Bill Wirtz does a great job reporting, in the American Conservative, on recent developments in European politics. Basically, the “populists,” who are socially conservative by European standards and anti-immigrant, are not actually opposed to the European Union. In fact, these right-wing parties are building international coalitions as you read this in order to better wield the dormant power of the EU; nobody is “actively seeking to leave the EU.”
Wirtz concludes that the anti-immigrant populist parties will spell the end of the European Union as we know it, but how can this be if these populists now want to use the EU rather than leave it? Wirtz is a great reporter but I think he wanted to mock Europhiles and the dreams of Euro-federalists rather than think things through. I’m happy to pick up where he leaves off, though.
For example, what if these populists succeed in federating Europe, rather than breaking it up? It’s not as radical as it sounds. The populists are small-d democrats. The populists are actively working with each other in an internationalist framework. The populists share the same anti-immigrant goals. The populist parties of Europe share the same opinion of Western civilization and believe their way of life is under threat. The populists realize that the EU can help them achieve their goals, and they share an affinity for some semblance of local (“national”) sovereignty. The ideological underpinning of these populist parties seems to be, then, that their way of life – their freedom – is under threat, and that they are not united and therefore susceptible to outside threats, and that the European Union is a great way to help them achieve some semblance of unity and security. Why not federate? Why not cure the mischiefs of faction?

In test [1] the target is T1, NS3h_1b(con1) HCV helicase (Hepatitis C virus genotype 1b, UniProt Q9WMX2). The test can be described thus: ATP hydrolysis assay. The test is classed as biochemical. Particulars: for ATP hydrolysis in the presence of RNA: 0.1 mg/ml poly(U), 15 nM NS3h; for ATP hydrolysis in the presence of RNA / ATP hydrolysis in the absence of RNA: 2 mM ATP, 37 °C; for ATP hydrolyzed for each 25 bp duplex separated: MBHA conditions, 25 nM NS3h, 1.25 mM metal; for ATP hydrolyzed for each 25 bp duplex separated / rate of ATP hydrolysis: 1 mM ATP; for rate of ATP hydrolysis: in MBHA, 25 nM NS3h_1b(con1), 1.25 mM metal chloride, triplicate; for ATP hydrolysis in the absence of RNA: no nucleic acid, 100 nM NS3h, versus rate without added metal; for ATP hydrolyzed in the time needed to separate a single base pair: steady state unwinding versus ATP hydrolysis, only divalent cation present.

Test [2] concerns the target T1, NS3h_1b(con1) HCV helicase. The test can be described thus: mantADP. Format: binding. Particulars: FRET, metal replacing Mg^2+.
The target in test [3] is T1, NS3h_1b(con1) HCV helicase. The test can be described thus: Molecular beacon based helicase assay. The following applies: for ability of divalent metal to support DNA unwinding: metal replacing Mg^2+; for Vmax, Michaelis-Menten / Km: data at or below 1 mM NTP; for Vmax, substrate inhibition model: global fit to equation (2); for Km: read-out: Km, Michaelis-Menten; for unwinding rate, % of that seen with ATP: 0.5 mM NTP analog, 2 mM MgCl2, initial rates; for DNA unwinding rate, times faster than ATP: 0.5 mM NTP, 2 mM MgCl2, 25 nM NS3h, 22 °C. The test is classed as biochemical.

Conservatives have a long track record of supporting radical change if it suits their worldview, too. The best example of this in politics is Otto von Bismarck, the Prussian diplomat who patched together a unified German state in a federal manner, but you don’t have to stop there. Examples abound everywhere.
The populists and could-be federalists aren’t going to usher in a new era of fascism, either. Today’s anti-immigrant sentiments are very different from the anti-Semitism that has plagued Europe for centuries. While I am disappointed that the European elections were essentially won by the anti-immigration faction, I am not surprised. I would not be surprised, either, to see a strong federalist push by these populists.